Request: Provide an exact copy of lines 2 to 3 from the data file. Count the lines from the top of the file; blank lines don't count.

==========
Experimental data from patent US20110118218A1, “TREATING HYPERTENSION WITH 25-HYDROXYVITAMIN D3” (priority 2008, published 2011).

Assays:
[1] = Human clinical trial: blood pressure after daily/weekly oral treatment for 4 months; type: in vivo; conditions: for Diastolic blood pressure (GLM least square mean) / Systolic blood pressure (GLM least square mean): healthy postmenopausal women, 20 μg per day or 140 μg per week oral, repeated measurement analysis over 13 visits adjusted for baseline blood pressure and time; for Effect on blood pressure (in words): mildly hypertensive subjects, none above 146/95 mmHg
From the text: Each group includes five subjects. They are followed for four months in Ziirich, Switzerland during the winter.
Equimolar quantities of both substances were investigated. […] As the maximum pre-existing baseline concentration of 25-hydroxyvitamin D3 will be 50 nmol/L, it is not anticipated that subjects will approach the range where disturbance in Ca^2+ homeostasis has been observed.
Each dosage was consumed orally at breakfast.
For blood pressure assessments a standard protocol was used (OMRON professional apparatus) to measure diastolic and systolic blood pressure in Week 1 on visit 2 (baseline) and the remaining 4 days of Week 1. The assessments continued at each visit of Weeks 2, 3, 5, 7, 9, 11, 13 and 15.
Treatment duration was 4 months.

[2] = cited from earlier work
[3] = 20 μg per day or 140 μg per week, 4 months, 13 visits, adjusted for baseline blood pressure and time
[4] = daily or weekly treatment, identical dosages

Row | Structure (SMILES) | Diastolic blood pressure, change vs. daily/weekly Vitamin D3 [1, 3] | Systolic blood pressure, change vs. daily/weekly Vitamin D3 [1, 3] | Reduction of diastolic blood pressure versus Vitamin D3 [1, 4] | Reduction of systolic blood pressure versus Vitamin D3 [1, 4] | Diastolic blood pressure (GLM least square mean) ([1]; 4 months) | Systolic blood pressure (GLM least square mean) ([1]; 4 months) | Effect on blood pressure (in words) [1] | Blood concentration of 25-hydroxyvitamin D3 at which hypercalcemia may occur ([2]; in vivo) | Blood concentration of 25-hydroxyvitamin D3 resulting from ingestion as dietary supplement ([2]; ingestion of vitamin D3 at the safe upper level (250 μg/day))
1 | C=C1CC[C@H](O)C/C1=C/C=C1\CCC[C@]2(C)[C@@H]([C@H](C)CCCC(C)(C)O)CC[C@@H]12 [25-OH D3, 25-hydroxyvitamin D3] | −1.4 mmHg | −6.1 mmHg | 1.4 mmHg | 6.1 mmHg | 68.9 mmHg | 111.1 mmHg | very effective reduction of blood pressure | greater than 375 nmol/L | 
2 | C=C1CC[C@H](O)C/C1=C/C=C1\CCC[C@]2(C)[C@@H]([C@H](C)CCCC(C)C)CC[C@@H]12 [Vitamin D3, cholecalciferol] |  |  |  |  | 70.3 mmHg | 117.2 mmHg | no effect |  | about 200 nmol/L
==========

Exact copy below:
Assays:
[1] = Human clinical trial: blood pressure after daily/weekly oral treatment for 4 months; type: in vivo; conditions: for Diastolic blood pressure (GLM least square mean) / Systolic blood pressure (GLM least square mean): healthy postmenopausal women, 20 μg per day or 140 μg per week oral, repeated measurement analysis over 13 visits adjusted for baseline blood pressure and time; for Effect on blood pressure (in words): mildly hypertensive subjects, none above 146/95 mmHg